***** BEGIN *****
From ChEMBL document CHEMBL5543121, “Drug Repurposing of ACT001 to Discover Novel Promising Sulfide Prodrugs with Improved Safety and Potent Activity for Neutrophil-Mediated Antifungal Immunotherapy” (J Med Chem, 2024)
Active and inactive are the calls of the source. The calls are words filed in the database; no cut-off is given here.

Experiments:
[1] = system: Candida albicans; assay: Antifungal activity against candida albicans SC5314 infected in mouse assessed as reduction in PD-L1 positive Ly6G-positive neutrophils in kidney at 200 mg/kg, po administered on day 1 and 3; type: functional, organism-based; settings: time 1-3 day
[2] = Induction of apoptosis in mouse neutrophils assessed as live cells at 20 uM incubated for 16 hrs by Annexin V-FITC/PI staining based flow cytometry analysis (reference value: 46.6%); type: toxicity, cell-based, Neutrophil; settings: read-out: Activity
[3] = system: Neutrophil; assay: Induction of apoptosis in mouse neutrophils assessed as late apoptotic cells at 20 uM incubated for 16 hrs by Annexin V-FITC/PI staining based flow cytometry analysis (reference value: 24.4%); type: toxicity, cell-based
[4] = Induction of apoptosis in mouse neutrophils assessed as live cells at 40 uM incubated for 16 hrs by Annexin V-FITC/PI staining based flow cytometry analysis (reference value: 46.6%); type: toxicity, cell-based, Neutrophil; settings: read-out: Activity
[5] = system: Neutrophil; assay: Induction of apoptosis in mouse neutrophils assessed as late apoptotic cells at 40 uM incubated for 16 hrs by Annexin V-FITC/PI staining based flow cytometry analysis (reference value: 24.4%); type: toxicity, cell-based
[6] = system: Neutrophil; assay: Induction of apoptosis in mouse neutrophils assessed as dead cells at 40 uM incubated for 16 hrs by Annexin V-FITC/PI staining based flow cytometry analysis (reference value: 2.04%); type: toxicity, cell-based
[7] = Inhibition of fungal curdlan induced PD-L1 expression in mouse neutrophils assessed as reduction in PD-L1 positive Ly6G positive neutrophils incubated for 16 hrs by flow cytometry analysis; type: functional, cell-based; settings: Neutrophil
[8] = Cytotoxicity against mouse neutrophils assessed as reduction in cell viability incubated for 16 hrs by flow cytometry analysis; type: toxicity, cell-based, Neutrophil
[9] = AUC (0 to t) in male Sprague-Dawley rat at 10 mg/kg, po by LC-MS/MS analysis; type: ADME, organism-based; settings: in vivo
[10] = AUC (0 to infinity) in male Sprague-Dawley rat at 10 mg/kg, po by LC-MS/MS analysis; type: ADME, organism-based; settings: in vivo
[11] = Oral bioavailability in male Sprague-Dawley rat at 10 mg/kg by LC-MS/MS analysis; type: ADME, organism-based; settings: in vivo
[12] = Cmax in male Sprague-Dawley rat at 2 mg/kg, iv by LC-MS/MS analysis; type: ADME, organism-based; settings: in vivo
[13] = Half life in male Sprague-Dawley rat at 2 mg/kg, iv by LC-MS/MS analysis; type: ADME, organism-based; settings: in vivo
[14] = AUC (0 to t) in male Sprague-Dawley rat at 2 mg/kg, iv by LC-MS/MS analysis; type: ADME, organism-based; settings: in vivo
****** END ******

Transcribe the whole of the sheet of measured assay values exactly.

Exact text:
From ChEMBL document CHEMBL5543121, “Drug Repurposing of ACT001 to Discover Novel Promising Sulfide Prodrugs with Improved Safety and Potent Activity for Neutrophil-Mediated Antifungal Immunotherapy” (J Med Chem, 2024)
Active and inactive are the calls of the source. The calls are words filed in the database; no cut-off is given here.

Experiments:
[1] = system: Candida albicans; assay: Antifungal activity against candida albicans SC5314 infected in mouse assessed as reduction in PD-L1 positive Ly6G-positive neutrophils in kidney at 200 mg/kg, po administered on day 1 and 3; type: functional, organism-based; settings: time 1-3 day
[2] = Induction of apoptosis in mouse neutrophils assessed as live cells at 20 uM incubated for 16 hrs by Annexin V-FITC/PI staining based flow cytometry analysis (reference value: 46.6%); type: toxicity, cell-based, Neutrophil; settings: read-out: Activity
[3] = system: Neutrophil; assay: Induction of apoptosis in mouse neutrophils assessed as late apoptotic cells at 20 uM incubated for 16 hrs by Annexin V-FITC/PI staining based flow cytometry analysis (reference value: 24.4%); type: toxicity, cell-based
[4] = Induction of apoptosis in mouse neutrophils assessed as live cells at 40 uM incubated for 16 hrs by Annexin V-FITC/PI staining based flow cytometry analysis (reference value: 46.6%); type: toxicity, cell-based, Neutrophil; settings: read-out: Activity
[5] = system: Neutrophil; assay: Induction of apoptosis in mouse neutrophils assessed as late apoptotic cells at 40 uM incubated for 16 hrs by Annexin V-FITC/PI staining based flow cytometry analysis (reference value: 24.4%); type: toxicity, cell-based
[6] = system: Neutrophil; assay: Induction of apoptosis in mouse neutrophils assessed as dead cells at 40 uM incubated for 16 hrs by Annexin V-FITC/PI staining based flow cytometry analysis (reference value: 2.04%); type: toxicity, cell-based
[7] = Inhibition of fungal curdlan induced PD-L1 expression in mouse neutrophils assessed as reduction in PD-L1 positive Ly6G positive neutrophils incubated for 16 hrs by flow cytometry analysis; type: functional, cell-based; settings: Neutrophil
[8] = Cytotoxicity against mouse neutrophils assessed as reduction in cell viability incubated for 16 hrs by flow cytometry analysis; type: toxicity, cell-based, Neutrophil
[9] = AUC (0 to t) in male Sprague-Dawley rat at 10 mg/kg, po by LC-MS/MS analysis; type: ADME, organism-based; settings: in vivo
[10] = AUC (0 to infinity) in male Sprague-Dawley rat at 10 mg/kg, po by LC-MS/MS analysis; type: ADME, organism-based; settings: in vivo
[11] = Oral bioavailability in male Sprague-Dawley rat at 10 mg/kg by LC-MS/MS analysis; type: ADME, organism-based; settings: in vivo
[12] = Cmax in male Sprague-Dawley rat at 2 mg/kg, iv by LC-MS/MS analysis; type: ADME, organism-based; settings: in vivo
[13] = Half life in male Sprague-Dawley rat at 2 mg/kg, iv by LC-MS/MS analysis; type: ADME, organism-based; settings: in vivo
[14] = AUC (0 to t) in male Sprague-Dawley rat at 2 mg/kg, iv by LC-MS/MS analysis; type: ADME, organism-based; settings: in vivo